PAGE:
How to decide if it’s time for a new warehouse


Sales are increasing requiring additional inventory and more personnel to fulfill orders.
The warehouse is about to reach its maximum capacity and people are bumping into each other when working.

Time for a new warehouse? Not so fast...

Before you start going around to find the next big warehouse for your F&B company you want to consider the following


You will be surprised by how much storage space can still be made out of what it already looks like a crammed warehouse. A good place to start with is to map the goods handling process.

Is the goods-in area appropriate? Given the average daily – weekly volumes, how much space is required to safely unload the goods, brake-down and perform quality control before put-away?

Same logic applies to goods-out. Often the feeling of having a small warehouse is due to users performing time-critical tasks in an unsuitable area. Think of the receipt of chilled goods. Here the solution could be rearranging the layout and allocate more space to the operation and lessen the storage


The concept of dynamic bins is one of the most undervalued tools in WMS. In essence, dynamics bins mean to move goods in the warehouse according to the replenishment velocity which is calculated dividing the COGS by the average inventory value for a specific time frame. Because of the high seasonality of most Food & Bev products, items with low velocity should be moved to small bins far from the dispatch area and purchased in lower quantities, while moved to easy to reach larger bins when velocity is high. A dynamic warehouse is more efficient and better utilized


Often, instead of just moving the entire organization to a different, larger place, it can be worth it just leasing an additional space to use as a replenishment only location. Such place is ideal for slow moving items with long shelf life. You will keep only a small quantity of these items in your main warehouse. The planning and purchasing of these products is then managed in two stages:

  1. Less frequent bulk purchases received to the storage location
  2. More frequent transfers from the location to the main warehouse

It is good practice to have specific setup in your accounting software so that, when the inventory is received, the inventory value hits two separate ledgers.By doing this, you can get real time data of your inventory valuation


There are several options when considering a new warehouse. Leasing is the most popular for SMEs.

Mainly because of the low upfront costs compared to acquiring a purpose built unit. Keep in mind that retail and distribution units are the most lucrative in commercial real estate. Rates are not cheap and, unless you plan to scale and move in less than 10 years, you might want to consider buying a place.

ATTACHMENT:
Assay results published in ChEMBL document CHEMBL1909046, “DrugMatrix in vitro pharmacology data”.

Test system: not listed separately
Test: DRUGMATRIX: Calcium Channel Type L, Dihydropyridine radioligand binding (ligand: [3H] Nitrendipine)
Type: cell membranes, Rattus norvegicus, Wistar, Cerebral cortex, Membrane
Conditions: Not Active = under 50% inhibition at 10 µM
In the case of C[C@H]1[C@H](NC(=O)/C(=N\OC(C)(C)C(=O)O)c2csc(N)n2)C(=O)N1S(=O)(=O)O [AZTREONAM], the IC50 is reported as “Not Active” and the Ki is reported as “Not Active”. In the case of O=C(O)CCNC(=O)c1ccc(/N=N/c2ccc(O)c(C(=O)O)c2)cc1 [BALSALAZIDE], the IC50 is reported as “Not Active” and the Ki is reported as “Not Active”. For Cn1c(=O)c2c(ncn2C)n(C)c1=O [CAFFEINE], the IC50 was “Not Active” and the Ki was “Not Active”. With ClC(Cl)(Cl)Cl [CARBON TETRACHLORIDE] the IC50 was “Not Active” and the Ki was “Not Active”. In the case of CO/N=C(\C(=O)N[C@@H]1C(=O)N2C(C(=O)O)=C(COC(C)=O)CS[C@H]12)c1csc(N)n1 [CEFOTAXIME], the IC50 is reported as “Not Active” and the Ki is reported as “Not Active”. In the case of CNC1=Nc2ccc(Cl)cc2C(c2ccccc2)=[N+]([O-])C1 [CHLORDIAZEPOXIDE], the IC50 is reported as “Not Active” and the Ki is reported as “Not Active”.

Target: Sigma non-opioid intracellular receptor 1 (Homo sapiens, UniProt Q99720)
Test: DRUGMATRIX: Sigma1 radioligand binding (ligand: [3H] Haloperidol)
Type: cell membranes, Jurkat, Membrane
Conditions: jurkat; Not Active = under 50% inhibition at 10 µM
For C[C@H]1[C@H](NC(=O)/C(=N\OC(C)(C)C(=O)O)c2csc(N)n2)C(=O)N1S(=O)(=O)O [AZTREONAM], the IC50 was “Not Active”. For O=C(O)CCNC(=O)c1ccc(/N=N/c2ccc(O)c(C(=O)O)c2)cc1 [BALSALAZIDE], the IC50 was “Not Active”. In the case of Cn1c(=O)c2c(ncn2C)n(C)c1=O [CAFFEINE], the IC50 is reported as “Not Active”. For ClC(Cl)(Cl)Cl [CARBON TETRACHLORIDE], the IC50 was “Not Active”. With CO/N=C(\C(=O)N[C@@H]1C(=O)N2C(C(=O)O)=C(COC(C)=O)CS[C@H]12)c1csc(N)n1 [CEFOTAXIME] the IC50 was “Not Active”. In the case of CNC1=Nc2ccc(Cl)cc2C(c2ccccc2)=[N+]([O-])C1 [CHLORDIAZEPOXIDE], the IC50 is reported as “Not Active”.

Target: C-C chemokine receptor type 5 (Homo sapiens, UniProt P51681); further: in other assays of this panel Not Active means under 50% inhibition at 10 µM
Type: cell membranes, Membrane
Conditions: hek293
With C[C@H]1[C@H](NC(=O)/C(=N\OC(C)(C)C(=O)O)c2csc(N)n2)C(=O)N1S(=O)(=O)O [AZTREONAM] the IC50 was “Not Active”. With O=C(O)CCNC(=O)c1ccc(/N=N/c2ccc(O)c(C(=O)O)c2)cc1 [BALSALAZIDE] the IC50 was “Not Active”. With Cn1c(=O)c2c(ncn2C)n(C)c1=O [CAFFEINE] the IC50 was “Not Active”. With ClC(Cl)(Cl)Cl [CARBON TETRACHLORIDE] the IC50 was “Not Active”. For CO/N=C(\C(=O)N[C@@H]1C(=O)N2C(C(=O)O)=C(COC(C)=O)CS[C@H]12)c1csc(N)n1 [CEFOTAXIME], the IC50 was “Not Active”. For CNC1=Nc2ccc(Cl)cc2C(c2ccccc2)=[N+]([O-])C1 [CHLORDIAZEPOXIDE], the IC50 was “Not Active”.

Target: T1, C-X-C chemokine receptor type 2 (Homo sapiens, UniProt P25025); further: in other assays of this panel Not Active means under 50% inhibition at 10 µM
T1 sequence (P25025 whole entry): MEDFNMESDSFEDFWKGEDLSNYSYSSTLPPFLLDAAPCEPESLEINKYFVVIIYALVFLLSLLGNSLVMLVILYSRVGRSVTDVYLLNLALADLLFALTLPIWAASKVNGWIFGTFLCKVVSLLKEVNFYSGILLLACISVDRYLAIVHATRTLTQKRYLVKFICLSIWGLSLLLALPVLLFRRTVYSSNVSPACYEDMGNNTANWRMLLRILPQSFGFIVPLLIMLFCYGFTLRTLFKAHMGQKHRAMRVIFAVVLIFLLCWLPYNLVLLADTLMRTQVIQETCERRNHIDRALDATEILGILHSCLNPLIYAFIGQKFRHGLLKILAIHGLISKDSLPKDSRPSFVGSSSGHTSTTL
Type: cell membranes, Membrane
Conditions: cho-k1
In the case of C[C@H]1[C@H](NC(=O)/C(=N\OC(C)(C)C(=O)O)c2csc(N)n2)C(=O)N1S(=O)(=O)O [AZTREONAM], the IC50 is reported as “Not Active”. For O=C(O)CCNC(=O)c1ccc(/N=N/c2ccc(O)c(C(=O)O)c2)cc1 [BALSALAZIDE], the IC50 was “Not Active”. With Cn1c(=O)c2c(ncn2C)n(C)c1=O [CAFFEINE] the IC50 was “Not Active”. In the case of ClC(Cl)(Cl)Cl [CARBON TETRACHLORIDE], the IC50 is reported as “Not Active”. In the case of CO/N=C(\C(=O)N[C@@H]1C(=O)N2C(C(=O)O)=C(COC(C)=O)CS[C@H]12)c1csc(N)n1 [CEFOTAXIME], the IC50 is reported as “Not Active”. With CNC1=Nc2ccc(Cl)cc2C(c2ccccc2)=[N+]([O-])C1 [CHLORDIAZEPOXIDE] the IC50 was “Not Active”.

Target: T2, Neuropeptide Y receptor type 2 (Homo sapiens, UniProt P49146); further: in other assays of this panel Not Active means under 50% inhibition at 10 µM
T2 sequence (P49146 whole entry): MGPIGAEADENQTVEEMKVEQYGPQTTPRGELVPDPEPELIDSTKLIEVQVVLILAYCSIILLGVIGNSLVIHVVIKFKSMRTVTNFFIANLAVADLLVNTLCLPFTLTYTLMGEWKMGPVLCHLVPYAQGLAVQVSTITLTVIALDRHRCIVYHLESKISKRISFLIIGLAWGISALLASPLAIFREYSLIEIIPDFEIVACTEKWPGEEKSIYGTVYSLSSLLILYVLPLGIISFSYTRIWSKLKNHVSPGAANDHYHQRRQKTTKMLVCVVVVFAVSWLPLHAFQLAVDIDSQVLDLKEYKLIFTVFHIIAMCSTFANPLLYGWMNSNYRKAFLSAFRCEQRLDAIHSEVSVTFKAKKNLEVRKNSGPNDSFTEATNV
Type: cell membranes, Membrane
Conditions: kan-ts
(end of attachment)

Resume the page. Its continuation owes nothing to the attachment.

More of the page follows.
One of the less used strategies, yet one of the best if well thought and planned, is to acquire another business and use their facilities as an additional warehouse. This can be a good move if, as it always should be, a new storage unit is part of a growth strategy that includes more than just operations, but also sales, marketing and business development.

Alternatively, a 3PL can a good solution for companies in immediate need of a one stop place for receiving, storage and distribution. There are several options.

Form large, integrational groups with ties to retailers and wholesalers, to small companies with the warehouse strategically located. Handling and storage costs per item can be very high though. Also, almost all established 3PL have strict IT requirements when it comes to booking, reporting, shipping and receiving goods. They are fast and flexible, but costly in the long term. Fast moving high-value good can justify the cost of a 3PL

In conclusion

Unless you are a big corporate entry, and if you were, you wouldn’t be reading this blog anyway, planning to move into a bigger warehouse is a move that should be done considering a lot of details.

Finding the location, agree terms and conditions, calculate the costs and them transfer inventory, equipment and resources is a massive set of tasks and should not be light-heartedly.

Moving a Food & Bev company to a new place is hard work. Analyze the reasons why you are considering moving first, reach out for feedback internally, take an informed decision, plan well in advance and then execute.

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